“Know the Name; Know the Person, Decoding Letters to Reveal Secrets Hidden in Names”, is the result of fifteen years of direct observation and research on names. This research was followed by three years of testing and is the foundation for which this column is based.
This week, specifically July 19, 2011, is special such that those of you whom choose to purchase two of these books from Amazon qualify to receive the Intro to Neimology class for free, a savings of $197. This is a one-time event. To encourage your participation, I have copied one of the reviews of “Know the Name; Know the Person” written on amazon.com by a scientist. He says,
“This book posits the science of "Neimology, the study of names" and is groundbreaking, of potentially historic importance, and it affords broad-spectrum practical application. The empirical research and experience behind it has substantial credibility.
“The notion behind the research and this book is that a person's oft-repeated name is initially inspired, releasing a resonance and predictable potential within the person's life expression. The author systematizes how people with names bearing the same initial vowel, initial letter, last letter and middle letters show consistent tendencies. Hence, the resonance of the name demonstrates correlated patterns of conduct due to the structure of the name. This observation is consistent with the ancient knowledge of most cultures' approach to naming children, where the given name "says it all." Offering this as a framework for decoding, she does not, for example, clam that every "John" will be the same, but that every "John" will share certain traits. Her system explains how and why these traits will be distinct from those shared by persons named Jemal, or James, or Jim. The resulting correlations are nuanced and valuable. Socially, this book can help make interaction with friends and strangers alike far more effortless and productive.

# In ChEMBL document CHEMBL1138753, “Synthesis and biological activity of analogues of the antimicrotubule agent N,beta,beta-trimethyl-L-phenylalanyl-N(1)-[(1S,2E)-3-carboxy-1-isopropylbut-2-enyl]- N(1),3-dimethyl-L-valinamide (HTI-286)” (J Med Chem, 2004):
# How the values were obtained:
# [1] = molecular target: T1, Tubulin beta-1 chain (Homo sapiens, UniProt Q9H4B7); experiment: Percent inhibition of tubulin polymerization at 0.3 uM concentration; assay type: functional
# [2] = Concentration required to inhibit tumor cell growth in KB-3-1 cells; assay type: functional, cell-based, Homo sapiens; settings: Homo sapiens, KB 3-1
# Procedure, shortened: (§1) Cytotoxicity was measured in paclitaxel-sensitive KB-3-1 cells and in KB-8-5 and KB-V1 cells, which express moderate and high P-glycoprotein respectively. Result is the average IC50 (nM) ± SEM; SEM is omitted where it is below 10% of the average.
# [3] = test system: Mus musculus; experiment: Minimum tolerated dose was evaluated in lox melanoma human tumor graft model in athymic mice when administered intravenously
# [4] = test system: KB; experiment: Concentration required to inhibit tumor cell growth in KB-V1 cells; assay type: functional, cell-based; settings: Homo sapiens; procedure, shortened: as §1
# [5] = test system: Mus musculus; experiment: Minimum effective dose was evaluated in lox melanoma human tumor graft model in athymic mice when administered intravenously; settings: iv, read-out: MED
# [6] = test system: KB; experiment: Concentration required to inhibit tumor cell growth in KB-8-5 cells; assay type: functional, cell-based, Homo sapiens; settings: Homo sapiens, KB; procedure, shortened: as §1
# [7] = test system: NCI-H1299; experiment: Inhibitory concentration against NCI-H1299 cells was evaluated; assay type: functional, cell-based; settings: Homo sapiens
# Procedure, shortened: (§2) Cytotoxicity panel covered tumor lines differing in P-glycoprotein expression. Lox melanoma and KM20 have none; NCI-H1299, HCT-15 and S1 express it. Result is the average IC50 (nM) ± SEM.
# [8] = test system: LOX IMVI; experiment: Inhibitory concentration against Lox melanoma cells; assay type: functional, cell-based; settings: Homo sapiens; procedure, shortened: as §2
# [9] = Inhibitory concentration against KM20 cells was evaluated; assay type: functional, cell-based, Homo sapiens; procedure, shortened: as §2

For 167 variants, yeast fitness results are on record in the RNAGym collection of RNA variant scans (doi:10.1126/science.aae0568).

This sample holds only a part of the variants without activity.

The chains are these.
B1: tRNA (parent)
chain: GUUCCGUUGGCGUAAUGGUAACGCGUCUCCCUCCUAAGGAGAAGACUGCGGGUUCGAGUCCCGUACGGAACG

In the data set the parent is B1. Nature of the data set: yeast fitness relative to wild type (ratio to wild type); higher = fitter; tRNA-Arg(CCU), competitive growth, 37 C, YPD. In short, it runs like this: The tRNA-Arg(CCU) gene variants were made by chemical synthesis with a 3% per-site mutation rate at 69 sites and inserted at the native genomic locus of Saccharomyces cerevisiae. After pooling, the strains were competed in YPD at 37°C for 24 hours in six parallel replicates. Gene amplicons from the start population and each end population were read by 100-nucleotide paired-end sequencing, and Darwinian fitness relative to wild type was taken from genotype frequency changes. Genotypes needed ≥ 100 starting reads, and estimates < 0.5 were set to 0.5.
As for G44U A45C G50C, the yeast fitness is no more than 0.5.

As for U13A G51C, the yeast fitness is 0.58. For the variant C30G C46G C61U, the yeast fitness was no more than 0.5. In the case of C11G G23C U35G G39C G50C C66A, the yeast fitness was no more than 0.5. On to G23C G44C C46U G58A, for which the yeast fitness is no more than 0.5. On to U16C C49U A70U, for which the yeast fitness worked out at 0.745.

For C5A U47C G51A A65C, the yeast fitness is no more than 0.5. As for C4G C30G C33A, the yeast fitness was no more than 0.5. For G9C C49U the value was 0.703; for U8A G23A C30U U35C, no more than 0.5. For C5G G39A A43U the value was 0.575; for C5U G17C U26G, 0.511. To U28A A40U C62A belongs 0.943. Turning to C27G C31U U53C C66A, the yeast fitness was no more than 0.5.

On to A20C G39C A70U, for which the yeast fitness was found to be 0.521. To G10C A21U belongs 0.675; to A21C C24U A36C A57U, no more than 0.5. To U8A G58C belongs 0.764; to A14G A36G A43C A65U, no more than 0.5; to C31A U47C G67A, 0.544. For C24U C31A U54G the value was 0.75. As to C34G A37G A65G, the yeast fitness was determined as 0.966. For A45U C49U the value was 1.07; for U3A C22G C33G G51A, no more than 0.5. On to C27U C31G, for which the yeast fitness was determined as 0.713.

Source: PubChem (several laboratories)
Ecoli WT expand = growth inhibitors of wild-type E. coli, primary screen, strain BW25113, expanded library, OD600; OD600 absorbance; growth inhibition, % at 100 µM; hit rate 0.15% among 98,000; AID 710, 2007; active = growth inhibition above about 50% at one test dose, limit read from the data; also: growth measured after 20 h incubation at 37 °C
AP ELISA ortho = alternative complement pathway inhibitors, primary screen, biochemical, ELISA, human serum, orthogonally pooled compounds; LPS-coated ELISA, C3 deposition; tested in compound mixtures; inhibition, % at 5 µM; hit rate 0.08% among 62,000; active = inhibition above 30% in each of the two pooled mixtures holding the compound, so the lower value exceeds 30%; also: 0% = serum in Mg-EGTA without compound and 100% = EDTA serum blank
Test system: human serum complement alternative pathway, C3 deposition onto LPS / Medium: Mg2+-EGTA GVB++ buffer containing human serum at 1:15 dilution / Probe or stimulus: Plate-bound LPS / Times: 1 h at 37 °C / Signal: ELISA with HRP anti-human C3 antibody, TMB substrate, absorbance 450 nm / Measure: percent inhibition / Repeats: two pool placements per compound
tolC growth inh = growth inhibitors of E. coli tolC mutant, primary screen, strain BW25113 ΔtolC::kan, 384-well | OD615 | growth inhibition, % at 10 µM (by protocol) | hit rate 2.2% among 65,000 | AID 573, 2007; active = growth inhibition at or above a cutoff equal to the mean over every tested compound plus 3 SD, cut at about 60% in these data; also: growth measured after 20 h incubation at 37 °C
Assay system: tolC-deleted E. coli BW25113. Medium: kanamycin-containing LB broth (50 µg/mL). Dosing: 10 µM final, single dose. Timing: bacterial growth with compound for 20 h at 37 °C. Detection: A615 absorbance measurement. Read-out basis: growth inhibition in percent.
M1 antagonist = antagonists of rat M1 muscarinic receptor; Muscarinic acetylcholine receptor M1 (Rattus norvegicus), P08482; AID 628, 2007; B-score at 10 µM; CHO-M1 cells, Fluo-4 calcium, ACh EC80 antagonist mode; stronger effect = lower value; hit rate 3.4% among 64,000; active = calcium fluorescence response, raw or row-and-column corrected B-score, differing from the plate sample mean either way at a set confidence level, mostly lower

“Unlike common "cookbook" approaches that merely share the meanings of names, the Wyeth system explores the personality traits associated to vowels and consonants, with interpretive weight given to their placement in the name. She enriches the reader with a systematic exploration and many illustrations. The reader is thus equipped with an interpretive framework applicable to any name. She tested the work in many countries who use the English Alphabet and found consistent results with only minor adaptations. This is significant. In addition she addresses nicknames, changed names, and other permutations involved in naming. In sum, rather than providing a fish to the hungry, she has provided a hook and bait so the hungry can catch fish and eat for a lifetime.
“Cymatics, the study of the physical impacts of sound, demonstrates that sounds create visible geometries. Medical research has proven that cell structures, neurological systems, and the body generally does respond directly to sound. It shows that repetition of sounds can create or ameliorate disease. Making a connection between behavior associated to the oft-heard name and cellular responses proven in hard science is not an untenable leap.
“Neimology offers a wealth of very useful applications for anyone who seeks to gain a sense of what lies beneath the surface in other people. The range of applications is broad-spectrum. Among readers who could benefit from Neimology are people in business, sales, counseling, politics, ministry, education, military leadership, and anyone seeking to refine simple interaction among other people in any capacity.”
Tags: the study of names personality traits impacts of sound
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